Penalty kill's surprising turnaround vital to Sharks' early-season success

Penalty kill's surprising turnaround vital to Sharks' early-season success

Joel Ward’s game-tying goal late in the third period of the Sharks’ shootout win over the Ducks on Saturday night was a second shy of counting as San Jose’s first shorthanded goal of the season.

The Sharks pressured the Ducks below their own goal line, forcing Antoine Vermette to rim it around the boards. Barclay Goodrow took advantage of a fortuitous bounce, a bad pinch, and another good bounce to get the puck to Ward and give San Jose a two-on-one rush.

A shorthanded goal would have been a fitting reward for the Sharks’ revamped penalty kill, which was the NHL’s second-best entering Sunday.

San Jose has killed off a remarkable 89.6 percent of their shorthanded opportunities, and has only allowed two power play goals in their last 12 games.

It’s a remarkable turnaround from last season, when the Sharks over-performed with a man in the penalty box. They ranked 18th in penalty kill percentage (80.7 percent), but were one of the league’s worst at limiting scoring chances.

Only nine teams allowed scoring chances on the penalty kill at a higher rate than the Sharks last season, according to Natural Stat Trick. This season, San Jose is allowing almost eight fewer scoring chances per hour of penalty kill time than last year (49.63 vs 57.17, via Natural Stat Trick).

That’s the seventh-lowest rate in the league, and a big reason why goaltender Martin Jones has posted a career-high shorthanded save percentage. He’s stood tall when called upon, but the Sharks aren’t asking nearly as much of him as they did last season.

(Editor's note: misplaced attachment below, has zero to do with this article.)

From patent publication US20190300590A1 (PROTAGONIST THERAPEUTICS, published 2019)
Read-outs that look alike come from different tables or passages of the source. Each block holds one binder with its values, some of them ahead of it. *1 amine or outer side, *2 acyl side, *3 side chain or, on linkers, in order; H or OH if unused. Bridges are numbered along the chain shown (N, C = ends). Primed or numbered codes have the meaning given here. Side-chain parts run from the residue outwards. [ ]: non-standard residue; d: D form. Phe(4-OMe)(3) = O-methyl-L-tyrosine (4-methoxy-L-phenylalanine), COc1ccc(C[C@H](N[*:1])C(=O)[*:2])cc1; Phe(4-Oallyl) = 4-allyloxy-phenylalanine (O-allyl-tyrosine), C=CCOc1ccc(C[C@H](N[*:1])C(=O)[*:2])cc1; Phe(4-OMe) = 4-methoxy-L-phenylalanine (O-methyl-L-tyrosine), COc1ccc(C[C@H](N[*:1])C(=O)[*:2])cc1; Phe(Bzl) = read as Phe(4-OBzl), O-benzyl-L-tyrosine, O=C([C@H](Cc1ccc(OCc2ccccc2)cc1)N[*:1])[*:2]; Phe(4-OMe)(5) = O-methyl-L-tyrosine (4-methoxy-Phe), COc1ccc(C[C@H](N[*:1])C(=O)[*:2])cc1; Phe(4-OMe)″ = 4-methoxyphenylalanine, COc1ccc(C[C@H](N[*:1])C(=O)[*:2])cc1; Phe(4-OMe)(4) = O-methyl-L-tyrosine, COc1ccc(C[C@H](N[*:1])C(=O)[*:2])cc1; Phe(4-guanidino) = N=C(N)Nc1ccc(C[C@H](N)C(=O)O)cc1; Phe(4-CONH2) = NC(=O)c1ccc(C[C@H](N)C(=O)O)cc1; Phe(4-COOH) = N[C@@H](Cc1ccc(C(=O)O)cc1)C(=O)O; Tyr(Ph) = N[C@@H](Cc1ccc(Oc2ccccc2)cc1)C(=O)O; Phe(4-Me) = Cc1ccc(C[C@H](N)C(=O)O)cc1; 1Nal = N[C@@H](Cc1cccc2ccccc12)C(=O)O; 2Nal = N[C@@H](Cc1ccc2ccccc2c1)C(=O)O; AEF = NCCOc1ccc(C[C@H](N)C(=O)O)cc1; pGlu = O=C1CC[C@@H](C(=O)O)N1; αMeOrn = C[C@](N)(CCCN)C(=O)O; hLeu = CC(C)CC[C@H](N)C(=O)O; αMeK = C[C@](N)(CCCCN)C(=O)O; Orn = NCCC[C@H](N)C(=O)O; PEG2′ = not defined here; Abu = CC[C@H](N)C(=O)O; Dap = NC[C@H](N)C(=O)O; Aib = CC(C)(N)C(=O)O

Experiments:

San Jose’s penalty kill has not only helped its goaltender, but the rest of the team as well. At the risk of sounding like a broken record, the Sharks boast one of the league’s least-potent offenses, sitting 23rd in goals per game. Simply put, the penalty kill’s kept them in games.

The same could not be said of the penalty kill down the stretch last season. San Jose killed off 9 of their 34 shorthanded opportunities, or 73.53 percent, in the final 13 games of 2016-17, while the offense mired in an extended slump.

It’s not a perfect comparison, as they’ve scored more in this season’s first 13 games (35) than last season’s final 13 (27). Plus, the Sharks have been a much better possession team in that calamitous stretch.

But, the penalty kill’s turnaround has still offset a somewhat inert offensive start. It’s not only been a pleasant surprise for the Sharks, but one of the most important.

Sharks face surprisingly tough test in Avalanche


Sharks face surprisingly tough test in Avalanche

On a night when Eric Lindros is getting his number retired, who would have thought one of the NHL's best games involves a team that was the worst a season ago, and another features a team that didn't even exist last year?

Okay, most of the hockey world's eyes will be glued to tonight's Golden Knights-Lightning tilt in Tampa, which surely felt just as weird to write as it did for you to read. But Sharks-Avalanche could have that game beat, and not just because Long Beach native Matt Nieto will play against his former team.

No, the Sharks and Avalanche just happen to be two of the hottest teams in the league.

San Jose has won three in a row, and along with Nashville, holds the league's third-longest active winning streak. Colorado, meanwhile, has won seven in a row, and along with Calgary, holds the league's longest streak.

The Avalanche have not lost in 2018, and since their streak began on Dec. 29, have scored the third-most goals and allowed the fewest. With starter Semyon Varlamov out with a groin strain, backup netminder Jonathan Bernier has stopped all but seven of the shots he's seen, good for a .962 save percentage.

Nathan Mackinnon has emerged as an under-the-radar Hart Trophy candidate, or at least he would have been under-the-radar if seemingly the entire hockey world hadn't made the same observation. He's no longer a dark horse, though, and may be the frontrunner if Colorado is even sniffing the postseason at the end of the year.